last_sibling == self
end

- (Boolean) is_only_child?

true if this node is the only child of its parent.

As a special case, a root node will always return true.

See Also:



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# File 'lib/tree.rb', line 755

def is_only_child?
  is_root? ? true : parent.children.size == 1
end

- (Tree::TreeNode) last_child

Last child of this node. Will be nil if no children are present.



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# File 'lib/tree.rb', line 670

def last_child
  children.last
end

- (Tree::TreeNode) last_sibling

Last sibling of this node. If this is the root node, then returns itself.

'Last' sibling is defined as follows:

Last sibling

The right-most child of this node's parent, which may be this node itself



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# File 'lib/tree.rb', line 710

def last_sibling
  is_root? ? self : parent.children.last
end

- (Object) marshal_dump

Returns a marshal-dump represention of the (sub)tree rooted at this node.



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# File 'lib/tree.rb', line 251

def marshal_dump
  self.collect { |node| node.create_dump_rep }
end

- (Object) marshal_load(dumped_tree_array)

TODO:

This method probably should be a class method. It currently clobbers self and makes itself the root.

Loads a marshalled dump of a tree and returns the root node of the reconstructed tree. See the Marshal class for additional details.



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# File 'lib/tree.rb', line 272

def marshal_load(dumped_tree_array)
  nodes = { }
  dumped_tree_array.each do |node_hash|
    name        = node_hash[:name]
    parent_name = node_hash[:parent]
    content     = Marshal.load(node_hash[:content])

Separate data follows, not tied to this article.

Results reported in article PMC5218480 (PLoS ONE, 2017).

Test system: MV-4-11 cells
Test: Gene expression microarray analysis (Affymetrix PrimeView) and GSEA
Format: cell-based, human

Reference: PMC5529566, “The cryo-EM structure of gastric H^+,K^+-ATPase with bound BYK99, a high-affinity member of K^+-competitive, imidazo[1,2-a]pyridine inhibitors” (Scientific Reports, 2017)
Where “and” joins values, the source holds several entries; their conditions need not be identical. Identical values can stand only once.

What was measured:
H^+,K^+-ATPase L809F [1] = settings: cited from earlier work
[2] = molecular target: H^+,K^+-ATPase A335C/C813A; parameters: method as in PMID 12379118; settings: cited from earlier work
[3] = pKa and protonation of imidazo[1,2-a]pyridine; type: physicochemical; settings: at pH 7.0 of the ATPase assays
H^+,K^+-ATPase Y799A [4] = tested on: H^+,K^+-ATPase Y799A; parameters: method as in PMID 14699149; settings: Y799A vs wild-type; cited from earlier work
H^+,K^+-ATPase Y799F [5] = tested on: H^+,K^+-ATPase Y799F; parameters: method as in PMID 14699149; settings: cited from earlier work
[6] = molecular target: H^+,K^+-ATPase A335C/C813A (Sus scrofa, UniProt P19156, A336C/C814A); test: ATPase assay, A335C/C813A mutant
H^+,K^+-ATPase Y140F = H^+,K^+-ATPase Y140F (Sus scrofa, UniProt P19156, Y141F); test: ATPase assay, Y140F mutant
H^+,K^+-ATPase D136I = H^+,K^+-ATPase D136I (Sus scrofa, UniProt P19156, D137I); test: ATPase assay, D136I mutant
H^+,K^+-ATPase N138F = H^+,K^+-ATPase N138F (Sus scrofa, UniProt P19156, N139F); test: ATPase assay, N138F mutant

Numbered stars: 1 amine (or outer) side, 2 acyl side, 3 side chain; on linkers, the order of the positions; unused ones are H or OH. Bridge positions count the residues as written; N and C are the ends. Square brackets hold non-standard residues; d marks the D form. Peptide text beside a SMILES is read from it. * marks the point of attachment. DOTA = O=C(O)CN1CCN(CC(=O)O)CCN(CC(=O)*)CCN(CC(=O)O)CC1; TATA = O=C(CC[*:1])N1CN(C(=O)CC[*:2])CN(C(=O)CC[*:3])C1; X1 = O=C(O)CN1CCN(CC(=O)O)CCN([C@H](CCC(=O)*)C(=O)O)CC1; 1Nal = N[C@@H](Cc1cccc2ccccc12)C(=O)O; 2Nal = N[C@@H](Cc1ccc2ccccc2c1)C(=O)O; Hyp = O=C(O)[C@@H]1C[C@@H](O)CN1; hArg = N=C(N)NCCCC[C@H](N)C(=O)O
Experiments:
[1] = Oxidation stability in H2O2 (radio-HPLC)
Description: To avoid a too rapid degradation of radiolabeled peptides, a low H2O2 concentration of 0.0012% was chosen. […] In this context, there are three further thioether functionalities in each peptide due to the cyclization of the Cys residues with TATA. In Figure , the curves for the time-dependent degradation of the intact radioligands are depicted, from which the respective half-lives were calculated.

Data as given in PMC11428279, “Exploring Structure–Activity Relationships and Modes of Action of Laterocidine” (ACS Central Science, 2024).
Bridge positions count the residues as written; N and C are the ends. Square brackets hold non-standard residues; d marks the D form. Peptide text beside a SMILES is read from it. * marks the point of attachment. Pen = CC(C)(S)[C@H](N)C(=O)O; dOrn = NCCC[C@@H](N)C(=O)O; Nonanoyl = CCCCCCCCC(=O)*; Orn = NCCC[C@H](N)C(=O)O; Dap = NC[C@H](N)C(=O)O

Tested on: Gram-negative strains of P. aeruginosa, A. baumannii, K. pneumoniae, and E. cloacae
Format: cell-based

if parent_name then
      nodes[name] = current_node = Tree::TreeNode.new(name, content)
      nodes[parent_name].add current_node
    else
      # This is the root node, hence initialize self.
      initialize(name, content)

      nodes[name] = self    # Add self to the list of nodes
    end
  end
end

- (Tree::treeNode) next_sibling

Next sibling for this node. The next node is defined as the node to right of this node.

Will return nil if no subsequent node is present, or if this is a root node.



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# File 'lib/tree.rb', line 768

def next_sibling
  return nil if is_root?

  myidx = parent.children.index(self)
  parent.children.at(myidx + 1) if myidx
end

- (Tree::TreeNode, Enumerator) postordered_each {|node| ... }

Traverses the (sub)tree rooted at this node in post-ordered sequence.

Yield Parameters:

See Also:



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# File 'lib/tree.rb', line 562

def postordered_each(&block)
  return self.to_enum unless block_given?

  # Using a marked node in order to skip adding the children of nodes that
  # have already been visited. This allows the stack depth to be controlled,
  # and also allows stateful backtracking.
  markednode = Struct.new(:node, :visited)
  node_stack = [markednode.new(self, false)] # Start with self

  until node_stack.empty?
    peek_node = node_stack[0]
    if peek_node.node.has_children? and not peek_node.visited
      peek_node.visited = true
      # Add the children to the stack. Use the marking structure.
      marked_children = peek_node.node.children.map {|node| markednode.new(node, false)}
      node_stack = marked_children.concat(node_stack)
      next
    else
      yield node_stack.shift.node           # Pop and yield the current node
    end
  end

  return self if block_given?
end

- (Tree::TreeNode, Enumerator) preordered_each {|node| ... }

Traverses the (sub)tree rooted at this node in pre-ordered sequence. This is a synonym of #each.